While we do not condone such blatant violation of the appellate rules, we nevertheless deny petitioner's motion because he has not been prejudiced by the transfer.


The district court's order dismissing the petition is affirmed, and petitioner's motion is denied. The mandate shall issue forthwith.


Oklahoma's Post-Conviction Procedure Act, Okla.Stat. tit. 22, §§ 1080-1088 (1981), provides for both a post-conviction proceeding and an appeal from a final judgment entered in that proceeding


Rule 23(a) provides:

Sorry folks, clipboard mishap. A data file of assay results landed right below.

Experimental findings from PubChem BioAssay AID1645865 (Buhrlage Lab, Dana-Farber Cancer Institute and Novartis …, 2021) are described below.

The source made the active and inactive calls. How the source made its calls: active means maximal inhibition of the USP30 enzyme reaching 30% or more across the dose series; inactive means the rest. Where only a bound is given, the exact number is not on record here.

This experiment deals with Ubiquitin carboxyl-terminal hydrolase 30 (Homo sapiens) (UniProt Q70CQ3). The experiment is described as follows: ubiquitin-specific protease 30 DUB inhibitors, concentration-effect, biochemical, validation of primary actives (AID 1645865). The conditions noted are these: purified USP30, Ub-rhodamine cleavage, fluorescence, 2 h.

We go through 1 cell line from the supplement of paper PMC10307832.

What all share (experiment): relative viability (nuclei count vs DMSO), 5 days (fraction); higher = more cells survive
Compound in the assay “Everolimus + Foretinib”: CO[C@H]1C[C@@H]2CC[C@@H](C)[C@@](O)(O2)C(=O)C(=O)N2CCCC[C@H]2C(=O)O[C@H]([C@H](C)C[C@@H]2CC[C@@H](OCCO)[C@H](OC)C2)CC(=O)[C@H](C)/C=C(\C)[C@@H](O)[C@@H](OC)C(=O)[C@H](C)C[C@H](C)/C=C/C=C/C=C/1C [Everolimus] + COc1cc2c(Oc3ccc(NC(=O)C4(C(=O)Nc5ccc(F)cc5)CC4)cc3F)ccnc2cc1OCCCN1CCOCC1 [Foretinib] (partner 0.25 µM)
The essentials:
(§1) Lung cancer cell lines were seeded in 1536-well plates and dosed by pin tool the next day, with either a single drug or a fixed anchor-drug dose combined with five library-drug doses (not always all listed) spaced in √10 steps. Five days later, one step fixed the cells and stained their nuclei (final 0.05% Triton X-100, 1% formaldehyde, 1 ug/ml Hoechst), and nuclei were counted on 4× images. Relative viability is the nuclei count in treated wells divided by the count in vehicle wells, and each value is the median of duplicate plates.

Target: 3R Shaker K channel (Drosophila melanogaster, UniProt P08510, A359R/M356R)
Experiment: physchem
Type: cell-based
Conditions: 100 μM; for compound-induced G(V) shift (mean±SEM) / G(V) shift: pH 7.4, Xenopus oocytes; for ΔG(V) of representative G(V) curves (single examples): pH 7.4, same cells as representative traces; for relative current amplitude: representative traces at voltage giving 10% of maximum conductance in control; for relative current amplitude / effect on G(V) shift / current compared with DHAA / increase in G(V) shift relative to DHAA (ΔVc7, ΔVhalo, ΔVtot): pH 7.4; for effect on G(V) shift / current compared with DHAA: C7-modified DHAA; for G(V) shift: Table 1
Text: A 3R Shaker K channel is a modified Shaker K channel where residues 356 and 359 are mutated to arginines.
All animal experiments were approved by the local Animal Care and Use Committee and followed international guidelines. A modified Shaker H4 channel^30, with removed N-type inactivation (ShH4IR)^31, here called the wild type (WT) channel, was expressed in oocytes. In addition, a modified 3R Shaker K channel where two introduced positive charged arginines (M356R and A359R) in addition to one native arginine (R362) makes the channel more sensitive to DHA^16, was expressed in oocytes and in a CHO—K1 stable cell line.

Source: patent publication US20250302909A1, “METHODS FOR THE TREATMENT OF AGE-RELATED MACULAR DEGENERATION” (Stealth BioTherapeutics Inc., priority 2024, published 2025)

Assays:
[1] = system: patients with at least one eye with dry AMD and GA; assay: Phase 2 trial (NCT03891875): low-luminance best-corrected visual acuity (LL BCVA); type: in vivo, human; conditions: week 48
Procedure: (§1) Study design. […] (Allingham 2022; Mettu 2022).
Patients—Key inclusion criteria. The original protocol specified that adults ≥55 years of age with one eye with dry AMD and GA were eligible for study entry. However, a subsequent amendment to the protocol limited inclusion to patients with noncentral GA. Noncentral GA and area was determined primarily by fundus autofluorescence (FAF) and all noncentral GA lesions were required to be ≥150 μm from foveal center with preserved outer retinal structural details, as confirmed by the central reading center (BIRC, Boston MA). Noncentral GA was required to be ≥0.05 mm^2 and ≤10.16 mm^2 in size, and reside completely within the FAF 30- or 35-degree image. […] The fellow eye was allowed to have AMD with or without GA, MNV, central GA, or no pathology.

Pending review of a decision in a habeas corpus proceeding commenced before a court, justice or judge of the United States for the release of a prisoner, a person having custody of the prisoner shall not transfer custody to another unless such transfer is directed in accordance with the provisions of this rule. Upon application of a custodian showing a need therefor, the court, justice or judge rendering the decision may make an order authorizing transfer and providing for the substitution of the successor custodian as a party.